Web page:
You have a lot to gain by using this drill during your upcoming practice sessions. Since it is such a simple drill, it should be easy to incorporate into your practice routine without wasting time or effort on complicated setup procedures. Leave those other complicated drills for someone else and stick with simple options like the two tee drill for rapid improvement.

Avoiding the Slide

Avoiding the Slide

Unfortunately, you can complete this drill successfully while still swinging the club the wrong way. This has to do with making a sliding action toward the target, rather than rotating properly. In an effort to stay down the target line for as long as possible, you might find that you are tempted to slide your body to the left throughout the downswing. Of course, that is the wrong way to stay down through your shots, as your downswing should consist of rotation rather than a sliding action.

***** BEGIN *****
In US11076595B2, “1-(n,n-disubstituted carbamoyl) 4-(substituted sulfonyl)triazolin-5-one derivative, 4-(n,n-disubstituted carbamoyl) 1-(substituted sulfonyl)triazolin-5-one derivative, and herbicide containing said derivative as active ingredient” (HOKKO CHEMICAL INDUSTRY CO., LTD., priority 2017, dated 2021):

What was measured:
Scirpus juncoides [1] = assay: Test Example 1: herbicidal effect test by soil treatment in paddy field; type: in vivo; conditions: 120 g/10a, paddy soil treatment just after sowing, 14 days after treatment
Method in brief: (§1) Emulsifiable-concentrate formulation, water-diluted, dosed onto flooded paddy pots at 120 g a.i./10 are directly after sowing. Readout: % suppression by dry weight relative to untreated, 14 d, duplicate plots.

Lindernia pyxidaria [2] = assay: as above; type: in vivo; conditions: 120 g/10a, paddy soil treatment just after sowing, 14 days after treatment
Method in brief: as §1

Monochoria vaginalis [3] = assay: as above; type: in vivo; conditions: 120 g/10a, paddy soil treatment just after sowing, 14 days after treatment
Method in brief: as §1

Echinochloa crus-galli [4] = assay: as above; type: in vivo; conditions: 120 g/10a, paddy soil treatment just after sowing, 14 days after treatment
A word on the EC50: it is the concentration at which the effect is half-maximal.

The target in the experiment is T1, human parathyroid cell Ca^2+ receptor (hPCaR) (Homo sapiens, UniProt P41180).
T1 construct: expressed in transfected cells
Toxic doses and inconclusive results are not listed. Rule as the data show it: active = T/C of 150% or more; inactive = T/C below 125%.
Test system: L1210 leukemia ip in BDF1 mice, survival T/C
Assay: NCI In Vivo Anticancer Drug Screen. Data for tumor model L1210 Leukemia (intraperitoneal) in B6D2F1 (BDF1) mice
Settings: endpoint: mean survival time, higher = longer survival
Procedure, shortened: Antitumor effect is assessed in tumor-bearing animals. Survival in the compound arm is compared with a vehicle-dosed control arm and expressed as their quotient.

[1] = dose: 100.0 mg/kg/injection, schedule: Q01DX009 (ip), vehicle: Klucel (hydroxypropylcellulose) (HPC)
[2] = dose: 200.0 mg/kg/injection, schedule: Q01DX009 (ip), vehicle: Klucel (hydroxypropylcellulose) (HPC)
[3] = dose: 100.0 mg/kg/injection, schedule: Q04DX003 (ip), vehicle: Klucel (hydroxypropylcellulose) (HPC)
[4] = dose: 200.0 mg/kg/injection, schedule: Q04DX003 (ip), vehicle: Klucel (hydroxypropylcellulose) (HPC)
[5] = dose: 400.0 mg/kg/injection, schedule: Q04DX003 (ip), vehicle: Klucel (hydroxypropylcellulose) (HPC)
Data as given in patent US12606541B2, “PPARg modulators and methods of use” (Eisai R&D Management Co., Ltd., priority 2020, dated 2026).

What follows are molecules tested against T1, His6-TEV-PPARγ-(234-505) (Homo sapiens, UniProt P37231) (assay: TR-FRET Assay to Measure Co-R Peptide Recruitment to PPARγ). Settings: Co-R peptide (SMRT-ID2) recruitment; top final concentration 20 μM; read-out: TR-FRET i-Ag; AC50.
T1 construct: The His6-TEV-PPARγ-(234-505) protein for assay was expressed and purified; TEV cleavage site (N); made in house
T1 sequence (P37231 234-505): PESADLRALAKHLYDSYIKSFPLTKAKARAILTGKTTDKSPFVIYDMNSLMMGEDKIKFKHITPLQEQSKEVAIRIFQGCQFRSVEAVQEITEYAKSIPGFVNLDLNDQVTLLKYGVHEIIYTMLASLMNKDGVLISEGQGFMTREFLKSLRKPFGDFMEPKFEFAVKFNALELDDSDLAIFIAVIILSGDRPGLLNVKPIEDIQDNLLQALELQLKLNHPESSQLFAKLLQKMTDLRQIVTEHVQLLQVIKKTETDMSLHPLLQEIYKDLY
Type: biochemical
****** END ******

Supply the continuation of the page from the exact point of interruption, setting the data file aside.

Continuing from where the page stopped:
So how do you know if you are sliding too much in your downswing? Watch your finish position. When the swing is complete, are you nicely balanced over your left leg? If so, you have done a good job of rotating on the way through impact. However, if you are leaning so far left that you have trouble holding your finish position, it may be that you are sliding excessively on the way down. Sliding to the left will move your weight to the outside of your left foot, and it will be nearly impossible to recover from there. Work on using rotation rather than lateral movement to swing the club through the ball and your balance should quickly improve.

You will soon notice while rotating rather than sliding that you need to extend your right arm fully through impact if you are to stay on the target line. This is another point that comes along with being aggressive in the swing. You might be tempted to pull back slightly with your arms through impact as the downswing continues, but that action is only going to limit your power. As the club whips through the ball, feel like you are using your right arm to chase the ball down the target line for as long as possible. This kind of full release with your right arm, along with great body rotation, is going to lead to an impressive combination of power and accuracy in your tee shots.